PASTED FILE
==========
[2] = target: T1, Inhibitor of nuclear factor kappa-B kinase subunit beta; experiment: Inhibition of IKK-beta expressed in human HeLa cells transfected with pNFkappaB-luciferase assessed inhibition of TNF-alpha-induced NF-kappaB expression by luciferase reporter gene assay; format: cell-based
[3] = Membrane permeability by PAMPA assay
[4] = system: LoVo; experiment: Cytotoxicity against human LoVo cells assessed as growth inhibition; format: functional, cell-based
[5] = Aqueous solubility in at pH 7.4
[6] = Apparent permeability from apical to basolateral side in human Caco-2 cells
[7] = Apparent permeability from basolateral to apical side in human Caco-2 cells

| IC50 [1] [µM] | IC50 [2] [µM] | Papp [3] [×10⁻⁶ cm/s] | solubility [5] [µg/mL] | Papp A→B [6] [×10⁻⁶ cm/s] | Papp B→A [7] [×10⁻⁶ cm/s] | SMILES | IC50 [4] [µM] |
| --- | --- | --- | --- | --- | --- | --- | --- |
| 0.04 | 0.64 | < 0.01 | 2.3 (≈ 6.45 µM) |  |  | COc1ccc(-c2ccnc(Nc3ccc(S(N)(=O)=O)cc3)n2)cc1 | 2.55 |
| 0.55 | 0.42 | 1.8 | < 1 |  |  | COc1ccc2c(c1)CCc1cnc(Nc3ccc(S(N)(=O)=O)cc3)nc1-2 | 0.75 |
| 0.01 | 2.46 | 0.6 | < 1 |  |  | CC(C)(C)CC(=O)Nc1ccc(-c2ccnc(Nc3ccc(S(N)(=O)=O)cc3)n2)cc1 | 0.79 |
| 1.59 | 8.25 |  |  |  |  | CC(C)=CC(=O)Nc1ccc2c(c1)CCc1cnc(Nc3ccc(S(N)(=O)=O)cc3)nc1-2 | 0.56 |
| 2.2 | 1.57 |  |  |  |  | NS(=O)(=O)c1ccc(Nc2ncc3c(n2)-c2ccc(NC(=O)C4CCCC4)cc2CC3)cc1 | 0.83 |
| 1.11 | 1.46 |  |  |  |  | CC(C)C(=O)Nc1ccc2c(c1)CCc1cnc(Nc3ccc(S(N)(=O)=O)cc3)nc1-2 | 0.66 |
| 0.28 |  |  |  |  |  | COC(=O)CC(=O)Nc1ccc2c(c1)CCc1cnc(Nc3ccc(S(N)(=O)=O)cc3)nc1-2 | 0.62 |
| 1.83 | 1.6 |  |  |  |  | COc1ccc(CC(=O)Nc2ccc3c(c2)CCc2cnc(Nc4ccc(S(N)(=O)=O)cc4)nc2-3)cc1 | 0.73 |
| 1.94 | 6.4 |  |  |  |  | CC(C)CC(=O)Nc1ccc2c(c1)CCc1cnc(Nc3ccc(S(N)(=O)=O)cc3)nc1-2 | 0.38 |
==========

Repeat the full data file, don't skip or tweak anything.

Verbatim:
[2] = target: T1, Inhibitor of nuclear factor kappa-B kinase subunit beta; experiment: Inhibition of IKK-beta expressed in human HeLa cells transfected with pNFkappaB-luciferase assessed inhibition of TNF-alpha-induced NF-kappaB expression by luciferase reporter gene assay; format: cell-based
[3] = Membrane permeability by PAMPA assay
[4] = system: LoVo; experiment: Cytotoxicity against human LoVo cells assessed as growth inhibition; format: functional, cell-based
[5] = Aqueous solubility in at pH 7.4
[6] = Apparent permeability from apical to basolateral side in human Caco-2 cells
[7] = Apparent permeability from basolateral to apical side in human Caco-2 cells

| IC50 [1] [µM] | IC50 [2] [µM] | Papp [3] [×10⁻⁶ cm/s] | solubility [5] [µg/mL] | Papp A→B [6] [×10⁻⁶ cm/s] | Papp B→A [7] [×10⁻⁶ cm/s] | SMILES | IC50 [4] [µM] |
| --- | --- | --- | --- | --- | --- | --- | --- |
| 0.04 | 0.64 | < 0.01 | 2.3 (≈ 6.45 µM) |  |  | COc1ccc(-c2ccnc(Nc3ccc(S(N)(=O)=O)cc3)n2)cc1 | 2.55 |
| 0.55 | 0.42 | 1.8 | < 1 |  |  | COc1ccc2c(c1)CCc1cnc(Nc3ccc(S(N)(=O)=O)cc3)nc1-2 | 0.75 |
| 0.01 | 2.46 | 0.6 | < 1 |  |  | CC(C)(C)CC(=O)Nc1ccc(-c2ccnc(Nc3ccc(S(N)(=O)=O)cc3)n2)cc1 | 0.79 |
| 1.59 | 8.25 |  |  |  |  | CC(C)=CC(=O)Nc1ccc2c(c1)CCc1cnc(Nc3ccc(S(N)(=O)=O)cc3)nc1-2 | 0.56 |
| 2.2 | 1.57 |  |  |  |  | NS(=O)(=O)c1ccc(Nc2ncc3c(n2)-c2ccc(NC(=O)C4CCCC4)cc2CC3)cc1 | 0.83 |
| 1.11 | 1.46 |  |  |  |  | CC(C)C(=O)Nc1ccc2c(c1)CCc1cnc(Nc3ccc(S(N)(=O)=O)cc3)nc1-2 | 0.66 |
| 0.28 |  |  |  |  |  | COC(=O)CC(=O)Nc1ccc2c(c1)CCc1cnc(Nc3ccc(S(N)(=O)=O)cc3)nc1-2 | 0.62 |
| 1.83 | 1.6 |  |  |  |  | COc1ccc(CC(=O)Nc2ccc3c(c2)CCc2cnc(Nc4ccc(S(N)(=O)=O)cc4)nc2-3)cc1 | 0.73 |
| 1.94 | 6.4 |  |  |  |  | CC(C)CC(=O)Nc1ccc2c(c1)CCc1cnc(Nc3ccc(S(N)(=O)=O)cc3)nc1-2 | 0.38 |